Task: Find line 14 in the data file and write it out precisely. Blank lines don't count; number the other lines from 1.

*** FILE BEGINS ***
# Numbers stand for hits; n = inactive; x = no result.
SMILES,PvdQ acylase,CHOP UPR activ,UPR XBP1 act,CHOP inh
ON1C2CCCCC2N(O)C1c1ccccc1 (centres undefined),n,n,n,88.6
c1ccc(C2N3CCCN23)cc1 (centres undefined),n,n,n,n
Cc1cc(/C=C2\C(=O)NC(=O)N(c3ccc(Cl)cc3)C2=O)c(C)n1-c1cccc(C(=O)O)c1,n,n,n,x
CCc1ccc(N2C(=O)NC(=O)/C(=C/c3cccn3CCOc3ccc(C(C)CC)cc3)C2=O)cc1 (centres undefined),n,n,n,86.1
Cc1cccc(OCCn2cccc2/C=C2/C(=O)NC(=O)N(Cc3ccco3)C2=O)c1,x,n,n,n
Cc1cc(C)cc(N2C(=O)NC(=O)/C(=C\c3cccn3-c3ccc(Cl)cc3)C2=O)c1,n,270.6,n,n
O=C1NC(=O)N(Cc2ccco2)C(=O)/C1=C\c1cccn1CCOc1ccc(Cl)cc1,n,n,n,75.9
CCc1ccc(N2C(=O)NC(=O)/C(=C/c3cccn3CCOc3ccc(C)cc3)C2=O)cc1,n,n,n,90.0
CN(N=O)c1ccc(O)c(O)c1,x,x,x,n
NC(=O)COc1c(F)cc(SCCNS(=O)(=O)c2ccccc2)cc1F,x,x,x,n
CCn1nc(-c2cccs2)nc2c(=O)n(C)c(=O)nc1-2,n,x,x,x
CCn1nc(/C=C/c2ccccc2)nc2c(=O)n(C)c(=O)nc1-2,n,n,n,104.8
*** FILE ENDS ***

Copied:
CCn1nc(/C=C/c2ccccc2)nc2c(=O)n(C)c(=O)nc1-2,n,n,n,104.8